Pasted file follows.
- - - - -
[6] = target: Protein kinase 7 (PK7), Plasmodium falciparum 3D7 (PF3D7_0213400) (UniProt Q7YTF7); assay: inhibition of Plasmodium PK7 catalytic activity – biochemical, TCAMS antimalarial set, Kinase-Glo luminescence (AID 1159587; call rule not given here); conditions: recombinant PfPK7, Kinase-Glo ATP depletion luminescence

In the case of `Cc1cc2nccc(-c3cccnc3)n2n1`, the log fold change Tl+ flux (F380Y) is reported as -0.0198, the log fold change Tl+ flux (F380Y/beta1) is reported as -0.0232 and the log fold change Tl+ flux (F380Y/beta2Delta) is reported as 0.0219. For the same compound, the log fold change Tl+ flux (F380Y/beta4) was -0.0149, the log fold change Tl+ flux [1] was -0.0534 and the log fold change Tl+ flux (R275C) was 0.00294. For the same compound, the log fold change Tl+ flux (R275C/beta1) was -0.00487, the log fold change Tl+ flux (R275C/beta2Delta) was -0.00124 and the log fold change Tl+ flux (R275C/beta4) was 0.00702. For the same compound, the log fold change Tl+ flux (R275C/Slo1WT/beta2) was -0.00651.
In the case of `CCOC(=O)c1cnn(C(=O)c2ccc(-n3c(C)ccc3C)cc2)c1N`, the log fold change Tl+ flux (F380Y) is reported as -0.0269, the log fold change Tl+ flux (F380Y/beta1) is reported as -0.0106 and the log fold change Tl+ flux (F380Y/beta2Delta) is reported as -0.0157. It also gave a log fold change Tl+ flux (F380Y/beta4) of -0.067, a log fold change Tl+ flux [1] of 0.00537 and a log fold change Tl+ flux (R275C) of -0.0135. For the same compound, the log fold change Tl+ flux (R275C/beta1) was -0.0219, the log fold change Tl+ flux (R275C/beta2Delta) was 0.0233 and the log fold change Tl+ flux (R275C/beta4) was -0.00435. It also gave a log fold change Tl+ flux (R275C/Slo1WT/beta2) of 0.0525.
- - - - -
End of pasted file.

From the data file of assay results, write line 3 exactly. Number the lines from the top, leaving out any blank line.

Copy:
In the case of `CCOC(=O)c1cnn(C(=O)c2ccc(-n3c(C)ccc3C)cc2)c1N`, the log fold change Tl+ flux (F380Y) is reported as -0.0269, the log fold change Tl+ flux (F380Y/beta1) is reported as -0.0106 and the log fold change Tl+ flux (F380Y/beta2Delta) is reported as -0.0157. It also gave a log fold change Tl+ flux (F380Y/beta4) of -0.067, a log fold change Tl+ flux [1] of 0.00537 and a log fold change Tl+ flux (R275C) of -0.0135. For the same compound, the log fold change Tl+ flux (R275C/beta1) was -0.0219, the log fold change Tl+ flux (R275C/beta2Delta) was 0.0233 and the log fold change Tl+ flux (R275C/beta4) was -0.00435. It also gave a log fold change Tl+ flux (R275C/Slo1WT/beta2) of 0.0525.